Cancer Council Australia has called on all political parties to commit to five key priorities to help deliver better cancer outcomes for all Australians, ahead of this year’s federal election.
A new video released by the Cancer Council highlights its first priority is committing to ongoing funding for national skin cancer prevention.
Australian Melanoma Research Foundation chief executive officer Marisa Chilcott says Australia has the highest melanoma incidence rates in the world, and therefore, ongoing funding is essential.
“Melanoma is a form of skin cancer, but it is the most deadly,” she says.
“Melanoma is so common in Australia, it is referred to as ‘Australia’s national cancer.'”Marisa Chilcott
According to Ms Chilcott, melanoma is the most common cancer for people in their 20s.
“I think young people think skin cancer only affects elderly people, which is just not the case,” she says.
Perth sisters Lucy and Sophie Lofthouse lost their mother, Liz, to melanoma in 2018, after she was diagnosed for a second time.
Sophie Lofthouse says she doesn’t think a lot of people realise just how common and serious melanoma can be.
“I was pretty young when she was first diagnosed and although I knew what was going on, I didn’t want to accept it.
“You never think it’s going to happen to you until it does,” she says.
Sophie hopes more funding is invested in melanoma research so other people do not have to lose their loved ones as she did.
“I would hate for anyone to have to go through this,” she says.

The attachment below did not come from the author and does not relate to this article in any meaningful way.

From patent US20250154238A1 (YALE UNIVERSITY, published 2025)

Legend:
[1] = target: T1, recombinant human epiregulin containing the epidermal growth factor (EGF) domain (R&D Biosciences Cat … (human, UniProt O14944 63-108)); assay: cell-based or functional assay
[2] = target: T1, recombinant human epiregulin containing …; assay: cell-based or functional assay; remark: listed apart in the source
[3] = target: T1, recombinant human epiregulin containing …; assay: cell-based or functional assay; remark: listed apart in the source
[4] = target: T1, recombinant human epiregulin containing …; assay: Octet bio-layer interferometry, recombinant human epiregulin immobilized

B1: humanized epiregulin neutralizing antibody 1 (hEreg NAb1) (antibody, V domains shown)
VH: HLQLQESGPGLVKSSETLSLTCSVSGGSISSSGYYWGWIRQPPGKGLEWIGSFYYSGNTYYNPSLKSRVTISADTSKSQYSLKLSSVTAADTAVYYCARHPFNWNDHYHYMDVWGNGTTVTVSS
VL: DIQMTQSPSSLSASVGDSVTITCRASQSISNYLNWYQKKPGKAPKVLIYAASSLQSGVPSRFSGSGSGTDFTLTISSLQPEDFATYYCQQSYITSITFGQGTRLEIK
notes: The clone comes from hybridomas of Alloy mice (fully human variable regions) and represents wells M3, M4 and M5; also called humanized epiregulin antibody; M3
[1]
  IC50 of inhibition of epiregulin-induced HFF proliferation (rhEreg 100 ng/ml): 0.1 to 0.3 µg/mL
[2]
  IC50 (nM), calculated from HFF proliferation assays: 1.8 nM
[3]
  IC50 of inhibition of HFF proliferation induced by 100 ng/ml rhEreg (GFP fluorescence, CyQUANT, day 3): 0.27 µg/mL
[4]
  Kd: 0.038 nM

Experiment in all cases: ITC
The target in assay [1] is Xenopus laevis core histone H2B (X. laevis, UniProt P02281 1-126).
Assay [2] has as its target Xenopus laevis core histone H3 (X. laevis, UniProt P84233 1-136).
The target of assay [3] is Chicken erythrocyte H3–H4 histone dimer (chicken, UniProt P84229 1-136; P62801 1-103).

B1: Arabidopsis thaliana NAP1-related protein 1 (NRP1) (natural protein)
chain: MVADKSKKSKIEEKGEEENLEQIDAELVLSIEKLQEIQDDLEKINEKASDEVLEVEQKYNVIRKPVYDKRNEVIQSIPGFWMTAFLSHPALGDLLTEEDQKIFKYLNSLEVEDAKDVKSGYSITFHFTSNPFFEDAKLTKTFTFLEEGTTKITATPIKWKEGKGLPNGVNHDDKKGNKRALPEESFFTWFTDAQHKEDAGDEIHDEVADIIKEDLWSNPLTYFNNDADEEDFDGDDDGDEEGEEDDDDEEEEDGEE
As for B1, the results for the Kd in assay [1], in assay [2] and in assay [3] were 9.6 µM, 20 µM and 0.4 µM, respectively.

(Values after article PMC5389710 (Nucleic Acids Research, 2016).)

Lucy Lofthouse believes more funding should be allocated to melanoma research and awareness, particularly because it is so preventable.
“It’s something that can be avoided for almost everyone, at least in a severe circumstance.
“All we can ask for is more funding and more awareness,” she says.
Ms Chilcott says melanoma kills more Australians than the national road toll, and yet, road safety funding dramatically exceeds melanoma awareness and prevention funding.
“If the percentage of money that is spent on road deaths was spent on melanoma research, major progress could be made,” she says.
Harry Perkins Institute of Medical Research’s chief development officer Paige Gibbs encourages Australians to take steps to avoid overexposure to UV.
“Once your DNA is damaged, melanomas can occur anywhere on the body.
“You should keep an eye out for new and unusual growth or changes in an existing mole and get regular skin checks if you spend a lot of time in the sun,” she says.
Cancer Council chief executive officer Professor Tanya Buchanan says almost all Australians are affected by cancer in some way, whether it be a personal diagnosis or the impact of cancer on a loved one.
“We know that one in three cancers are preventable, meaning that a future where the incidence of cancer is reduced is something we can work towards,” she says.
“We all have a role to play in this and that’s why we’re calling for whoever forms the next government to commit to these five, evidence backed policy asks, and help reduce the impact of cancer for all Australians.”